Take the Law into Your Own Hands

Update:

See the source, the Toronto Star

2003 Kawaski Ninja looks like a 2004 Kawaski Ninja 1000 motorcycle
2003 Kawaski Ninja looks like a 2004 Kawaski Ninja 1000 motorcycle

In June of 2010, Ehsan Ghebrai, a 28 year old Ehsan Bhebrai defence criminal lawyer, purchased a 2004 Kawaski Ninja 1000 motorcycle for the price of $7000.00. He had the motorcycle parked in his underground parking garage in his condominium, located in dowtown Toronto. On December 9, 2010 he observed his motorcycle after he parked beside it. Several hours later, he approached his parking space and noticed that his motorcycle was no longer there.

As citizens are advised, Ehsan Ghebrai called Toronto police to advise them of the theft of his motorcycle. When he phoned Toronto Police’s 52 Division (located at 255 Dundas Street West, west of University Avenue) a police officer informed Ghebrai that police didn’t have the necessary resources to send a police officer to investigate the theft, but that he should contact the security office within his condominium and request a copy of the underground garage’s surveillance footage from the CCTV.

The same officer also had other useful do-it-yourself crime investigative techniques advice to dispense to Ghebrai. The officer told Ghebrai to speak to the previous owner of Ghebrai’s motorcycle, as he might possess some useful knowledge. In addition to this advice, he advised Ghebrai to survey the local neighbourhood, as the motorcycle thief may have ditched his motorcycle nearby.

Ghebrai decided to follow-up on the advice of the Toronto Police 52 Division’s police officer and he contacted the condominium’s security officers and provided them with an occurrence number provided to him by the police officer that gave him advise. He requested the video survelliance security footage, in a vain attempt to capture a photo of the thief, removing his motorcycle from the condominium undergroung parking lot.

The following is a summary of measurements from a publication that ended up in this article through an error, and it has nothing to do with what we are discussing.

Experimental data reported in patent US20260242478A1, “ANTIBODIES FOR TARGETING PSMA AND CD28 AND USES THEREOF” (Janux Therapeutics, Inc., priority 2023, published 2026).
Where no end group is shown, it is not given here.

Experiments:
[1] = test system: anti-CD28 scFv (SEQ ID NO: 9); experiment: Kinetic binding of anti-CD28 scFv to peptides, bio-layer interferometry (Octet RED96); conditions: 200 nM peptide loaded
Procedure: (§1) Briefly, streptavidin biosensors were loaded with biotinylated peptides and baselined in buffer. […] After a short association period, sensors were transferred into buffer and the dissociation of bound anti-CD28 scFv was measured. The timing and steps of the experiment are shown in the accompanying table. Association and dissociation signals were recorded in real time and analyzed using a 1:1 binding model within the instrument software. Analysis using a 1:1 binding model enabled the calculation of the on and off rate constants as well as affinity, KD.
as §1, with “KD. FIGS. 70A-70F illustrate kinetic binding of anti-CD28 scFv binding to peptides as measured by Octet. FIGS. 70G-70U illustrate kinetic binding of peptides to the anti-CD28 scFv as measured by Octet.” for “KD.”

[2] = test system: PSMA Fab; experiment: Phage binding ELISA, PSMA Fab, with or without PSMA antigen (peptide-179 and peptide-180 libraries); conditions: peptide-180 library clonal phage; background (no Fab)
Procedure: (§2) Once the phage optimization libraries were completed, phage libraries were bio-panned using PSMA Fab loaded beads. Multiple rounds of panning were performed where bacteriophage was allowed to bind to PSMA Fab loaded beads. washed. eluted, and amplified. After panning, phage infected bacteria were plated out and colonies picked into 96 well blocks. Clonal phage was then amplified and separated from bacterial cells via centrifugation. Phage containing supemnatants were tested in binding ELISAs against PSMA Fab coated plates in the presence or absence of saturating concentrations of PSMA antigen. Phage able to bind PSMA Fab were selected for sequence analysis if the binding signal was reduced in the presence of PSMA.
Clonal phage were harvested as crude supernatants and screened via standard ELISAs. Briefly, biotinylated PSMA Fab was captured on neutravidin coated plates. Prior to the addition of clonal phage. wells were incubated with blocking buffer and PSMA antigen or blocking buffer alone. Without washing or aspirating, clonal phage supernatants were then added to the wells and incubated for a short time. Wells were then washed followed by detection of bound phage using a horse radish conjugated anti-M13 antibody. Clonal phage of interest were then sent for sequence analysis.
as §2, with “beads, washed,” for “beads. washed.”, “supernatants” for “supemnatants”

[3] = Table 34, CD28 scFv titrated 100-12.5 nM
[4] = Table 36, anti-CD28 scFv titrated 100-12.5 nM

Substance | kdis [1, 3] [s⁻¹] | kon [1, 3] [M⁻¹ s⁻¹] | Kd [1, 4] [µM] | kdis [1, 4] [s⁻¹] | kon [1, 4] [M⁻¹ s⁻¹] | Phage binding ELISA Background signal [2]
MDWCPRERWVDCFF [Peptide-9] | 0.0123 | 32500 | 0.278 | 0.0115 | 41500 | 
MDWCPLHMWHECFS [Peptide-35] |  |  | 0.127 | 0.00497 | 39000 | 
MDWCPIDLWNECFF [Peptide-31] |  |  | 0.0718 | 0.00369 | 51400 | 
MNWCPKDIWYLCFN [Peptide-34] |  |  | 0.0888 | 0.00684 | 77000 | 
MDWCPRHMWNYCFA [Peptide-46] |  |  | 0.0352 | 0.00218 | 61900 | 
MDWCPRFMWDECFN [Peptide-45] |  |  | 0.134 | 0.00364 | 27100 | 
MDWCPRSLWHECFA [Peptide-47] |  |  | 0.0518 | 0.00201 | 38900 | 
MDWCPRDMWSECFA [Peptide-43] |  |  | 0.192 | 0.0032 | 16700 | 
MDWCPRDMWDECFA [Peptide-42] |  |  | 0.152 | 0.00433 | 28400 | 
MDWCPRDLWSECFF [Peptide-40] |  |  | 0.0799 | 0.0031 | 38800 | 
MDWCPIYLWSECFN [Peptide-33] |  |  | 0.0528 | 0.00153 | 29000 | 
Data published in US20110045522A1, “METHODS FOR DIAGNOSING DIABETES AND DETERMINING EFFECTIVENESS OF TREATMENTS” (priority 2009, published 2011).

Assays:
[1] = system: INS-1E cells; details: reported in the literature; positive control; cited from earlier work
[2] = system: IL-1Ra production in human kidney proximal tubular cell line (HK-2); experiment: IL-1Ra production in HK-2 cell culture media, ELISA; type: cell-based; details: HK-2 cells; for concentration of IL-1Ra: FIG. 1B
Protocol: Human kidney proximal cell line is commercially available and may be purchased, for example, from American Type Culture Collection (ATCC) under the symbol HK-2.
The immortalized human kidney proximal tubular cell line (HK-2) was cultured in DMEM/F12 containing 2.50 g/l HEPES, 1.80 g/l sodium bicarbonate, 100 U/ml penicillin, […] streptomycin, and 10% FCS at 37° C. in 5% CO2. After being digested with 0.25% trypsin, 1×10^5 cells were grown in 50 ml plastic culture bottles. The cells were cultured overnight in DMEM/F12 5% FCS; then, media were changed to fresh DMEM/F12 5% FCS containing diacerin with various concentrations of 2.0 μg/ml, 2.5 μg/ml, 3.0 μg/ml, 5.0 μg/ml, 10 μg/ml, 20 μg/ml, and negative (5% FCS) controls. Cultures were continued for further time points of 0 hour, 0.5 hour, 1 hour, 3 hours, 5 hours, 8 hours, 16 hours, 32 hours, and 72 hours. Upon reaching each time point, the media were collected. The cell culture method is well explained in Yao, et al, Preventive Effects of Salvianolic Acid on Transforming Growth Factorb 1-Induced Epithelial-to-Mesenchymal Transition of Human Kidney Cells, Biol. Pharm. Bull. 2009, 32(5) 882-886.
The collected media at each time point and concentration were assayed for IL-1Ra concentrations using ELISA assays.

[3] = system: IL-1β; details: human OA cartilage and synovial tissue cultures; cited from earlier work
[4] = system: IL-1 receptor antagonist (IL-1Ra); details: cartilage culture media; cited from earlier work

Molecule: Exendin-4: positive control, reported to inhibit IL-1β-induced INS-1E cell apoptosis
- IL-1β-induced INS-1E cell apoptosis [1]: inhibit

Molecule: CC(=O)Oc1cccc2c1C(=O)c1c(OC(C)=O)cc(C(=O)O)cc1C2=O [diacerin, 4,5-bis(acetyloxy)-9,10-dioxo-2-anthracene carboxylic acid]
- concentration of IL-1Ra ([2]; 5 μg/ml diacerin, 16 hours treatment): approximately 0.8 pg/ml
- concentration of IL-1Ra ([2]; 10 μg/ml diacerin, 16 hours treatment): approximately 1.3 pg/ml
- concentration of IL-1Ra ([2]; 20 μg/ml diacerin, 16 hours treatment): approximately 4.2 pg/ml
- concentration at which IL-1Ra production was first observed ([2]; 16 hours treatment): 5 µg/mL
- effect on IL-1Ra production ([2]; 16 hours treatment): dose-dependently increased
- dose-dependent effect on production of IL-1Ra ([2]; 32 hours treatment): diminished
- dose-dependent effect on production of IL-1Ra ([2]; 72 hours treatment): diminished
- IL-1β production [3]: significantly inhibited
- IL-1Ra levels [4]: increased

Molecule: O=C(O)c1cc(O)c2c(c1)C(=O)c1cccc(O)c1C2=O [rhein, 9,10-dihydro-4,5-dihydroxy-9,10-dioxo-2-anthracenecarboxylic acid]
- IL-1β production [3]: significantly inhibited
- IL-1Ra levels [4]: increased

As is the typical response from building security regarding the release of video footage, the condominium security officers advised Ghebrai that they would not release the security video footage to him and that they could only release this footage to police, at the request of the police, in connection with an investigation conducted by the police.

Ghebrai says he has spent weeks litigating cases involving modest amounts of drugs — as little as 0.7 grams of crack recently — that have involved seven or eight officers, “and they can’t send a single police officer to seize the videotape of a limited period of time?”

Insp. Howie Page of 52 Division was surprised to hear about what Ghebrai told the Star.

“We do not want citizens to do their own investigations,” Page said Wednesday. “It is our job to do.”

While police try to dispatch officers to investigate the theft of big-ticket items, it isn’t always possible, but a detective should be assigned to the case, he said, adding he will look into it.

The force has a policy of sending an officer to every reported break-and-enter, Page said.

Ghebrai has notified his insurance company and hopes to be reimbursed in time for next year’s riding season, when he will be investing in a heavy-duty lock.

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3 comments

  1. He should have had a proper lock to begin with, although theft isn’t the victim’s fault. Citizens shouldn’t be doing their own detective work as Inspector Page says, but the police weren’t doing their job as their policy was not followed. Drugs can be a root of crime, so a focus on cocaine isn’t bad. Toronto’s police force may be understaffed, may not be balancing focus on different crime types, the officer Ghebrai contacted decided not to follow policy, or Ghebrai may have been impatient. It would be a good thing for the police to look into what happened.

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